Why Generation Y Hates You

With Generation Y so adept in this era of instant and ubiquitous communications, recruiters need to be cognizant that one bad impression made to one person can be known to many through the numerous channels of communications used by Generation Y, including MySpace, personal blog sites, and text messaging.

Many times more effective and swifter than Paul Revere, the message from an alienated candidate is heard quickly and by many of his or her social network friends.

Old Methods Will Do Harm

Throughout the years, we have worked for or with a “tough” hiring manager. You know the type. The candidate needs to leave three voice messages before the hiring manager will return the call. Have you ever noticed those “tough” hiring managers always have the most needs? Old mindsets and what worked in the past no longer apply with today’s workforce.

To illustrate this point, here’s a real-world example: I have an associate who lived in the Midwest. She worked with hiring managers in the Northeast who considered themselves “tough.” She asked the managers if she could sit in on the speaker-phone while they were interviewing the candidates that she had sent them. They agreed, and after listening to the first interview, her head almost exploded. The managers were asking provoking questions including, “Why do you want to work for us?” and “Tell me why I should not end this interview after 20 minutes?”

You get the point. A confrontational interview will have the candidate feeling as though it was an interrogation. Needless to say, the candidate did not ask for a second interview.

After my associate regained her composure, she asked them one question: “How many people are going to know about how you both just treated that candidate?” She said the hiring managers both appeared dumbfounded by the possibility that they just tainted a candidate pool that was already tight to begin with for the company. Needless to say, the hiring managers had no idea of the consequences of their heavy-handed approach with the candidate. In a heartbeat, the unpleasantness of the experience can be communicated and shared through many channels, proliferating with a viral quality.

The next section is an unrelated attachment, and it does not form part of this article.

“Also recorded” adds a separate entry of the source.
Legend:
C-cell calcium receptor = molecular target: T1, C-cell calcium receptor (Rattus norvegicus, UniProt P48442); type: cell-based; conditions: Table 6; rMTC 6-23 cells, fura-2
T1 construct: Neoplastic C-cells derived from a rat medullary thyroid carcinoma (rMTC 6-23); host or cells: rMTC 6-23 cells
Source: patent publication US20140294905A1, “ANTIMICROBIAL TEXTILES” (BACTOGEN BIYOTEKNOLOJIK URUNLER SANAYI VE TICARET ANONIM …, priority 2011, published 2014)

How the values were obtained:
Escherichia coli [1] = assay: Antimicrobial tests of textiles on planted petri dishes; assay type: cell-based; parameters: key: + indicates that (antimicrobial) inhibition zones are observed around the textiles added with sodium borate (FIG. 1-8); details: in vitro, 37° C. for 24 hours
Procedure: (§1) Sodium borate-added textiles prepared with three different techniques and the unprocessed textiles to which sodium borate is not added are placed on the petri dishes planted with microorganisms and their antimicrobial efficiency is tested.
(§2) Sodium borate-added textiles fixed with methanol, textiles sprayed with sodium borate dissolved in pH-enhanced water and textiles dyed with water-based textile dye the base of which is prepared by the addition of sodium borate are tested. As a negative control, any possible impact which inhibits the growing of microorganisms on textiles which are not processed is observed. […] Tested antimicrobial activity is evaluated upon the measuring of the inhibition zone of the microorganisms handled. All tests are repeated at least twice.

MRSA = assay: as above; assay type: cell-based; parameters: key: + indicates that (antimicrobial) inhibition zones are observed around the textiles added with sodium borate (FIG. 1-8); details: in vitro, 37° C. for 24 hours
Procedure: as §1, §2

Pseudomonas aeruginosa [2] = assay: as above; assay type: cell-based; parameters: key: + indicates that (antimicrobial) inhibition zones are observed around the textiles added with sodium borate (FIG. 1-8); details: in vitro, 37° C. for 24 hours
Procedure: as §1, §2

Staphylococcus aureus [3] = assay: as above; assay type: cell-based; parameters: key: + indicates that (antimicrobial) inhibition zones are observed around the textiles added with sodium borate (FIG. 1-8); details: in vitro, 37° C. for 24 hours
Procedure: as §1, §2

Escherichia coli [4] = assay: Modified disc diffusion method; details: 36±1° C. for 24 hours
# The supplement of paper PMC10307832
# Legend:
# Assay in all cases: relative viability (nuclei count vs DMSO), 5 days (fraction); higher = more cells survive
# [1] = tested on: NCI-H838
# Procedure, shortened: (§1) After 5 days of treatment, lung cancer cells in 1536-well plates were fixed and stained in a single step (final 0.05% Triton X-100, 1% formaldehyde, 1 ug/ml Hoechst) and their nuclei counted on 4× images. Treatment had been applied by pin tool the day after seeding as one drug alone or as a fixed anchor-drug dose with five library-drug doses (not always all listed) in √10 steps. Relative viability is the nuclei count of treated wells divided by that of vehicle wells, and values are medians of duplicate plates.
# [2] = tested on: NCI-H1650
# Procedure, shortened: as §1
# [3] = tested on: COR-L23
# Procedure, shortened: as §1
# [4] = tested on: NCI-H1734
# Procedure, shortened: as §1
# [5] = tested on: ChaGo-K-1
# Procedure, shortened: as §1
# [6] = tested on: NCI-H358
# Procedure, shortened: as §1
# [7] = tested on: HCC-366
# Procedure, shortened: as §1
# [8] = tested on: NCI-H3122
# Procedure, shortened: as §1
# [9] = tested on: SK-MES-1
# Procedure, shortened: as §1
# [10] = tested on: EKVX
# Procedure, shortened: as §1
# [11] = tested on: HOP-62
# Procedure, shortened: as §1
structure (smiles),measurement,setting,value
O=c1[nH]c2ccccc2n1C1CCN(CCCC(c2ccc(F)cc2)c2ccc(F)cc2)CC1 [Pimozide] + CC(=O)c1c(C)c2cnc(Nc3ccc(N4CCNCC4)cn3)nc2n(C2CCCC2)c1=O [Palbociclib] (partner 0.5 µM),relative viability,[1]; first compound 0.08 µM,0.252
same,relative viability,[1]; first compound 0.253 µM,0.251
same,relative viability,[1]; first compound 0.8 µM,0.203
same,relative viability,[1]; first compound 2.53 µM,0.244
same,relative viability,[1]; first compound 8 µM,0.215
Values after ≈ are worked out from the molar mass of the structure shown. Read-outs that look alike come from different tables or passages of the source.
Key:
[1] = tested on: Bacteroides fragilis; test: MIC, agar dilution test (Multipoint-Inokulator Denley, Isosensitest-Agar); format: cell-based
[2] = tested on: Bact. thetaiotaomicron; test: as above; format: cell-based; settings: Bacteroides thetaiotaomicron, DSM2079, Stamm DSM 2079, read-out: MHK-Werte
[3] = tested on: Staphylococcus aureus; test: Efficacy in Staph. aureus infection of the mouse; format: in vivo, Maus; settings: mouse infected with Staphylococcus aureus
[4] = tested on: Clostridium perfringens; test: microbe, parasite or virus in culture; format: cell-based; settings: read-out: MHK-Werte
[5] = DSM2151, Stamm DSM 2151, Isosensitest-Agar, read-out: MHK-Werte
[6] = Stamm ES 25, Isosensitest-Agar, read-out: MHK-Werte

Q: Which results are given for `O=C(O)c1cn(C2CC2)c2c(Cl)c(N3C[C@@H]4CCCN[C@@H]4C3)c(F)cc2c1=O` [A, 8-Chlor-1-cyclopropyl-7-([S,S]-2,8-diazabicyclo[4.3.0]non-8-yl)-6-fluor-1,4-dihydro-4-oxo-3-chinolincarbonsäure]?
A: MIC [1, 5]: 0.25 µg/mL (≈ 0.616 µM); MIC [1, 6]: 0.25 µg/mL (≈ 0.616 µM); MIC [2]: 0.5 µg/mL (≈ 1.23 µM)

Getting Generation Y to Like You

The first step in this process is to do your best in finding the source of what’s causing the negative perception. Chances are, it is either the recruiter or the hiring manager who unwittingly supplies the negativity.

We recruiters use the term “engaging” when we enter a prospect into the interview process. We should be engaging and treating them as an individual, just as much as a candidate for the position we are trying to fill. Always keep in mind that this candidate may post a recap of their day on MySpace or their personal blog. Remember, you have only one chance to make a good impression for your company, your client, as well as for yourself.

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Explain the importance of giving a good impression to everyone the hiring manager meets with and interviews. Regardless of the interviewee being the best or worst candidate, the interviewee should always leave the interview session with a positive experience with the company.

Hiring managers should always be honest and always be selling. We have a mandatory 20-minute rule for all candidates. Even if the candidate is wearing a t-shirt and jeans, we spend at least 20 minutes talking about the benefits of working for our company.

How to Turn Rejection into an Advantage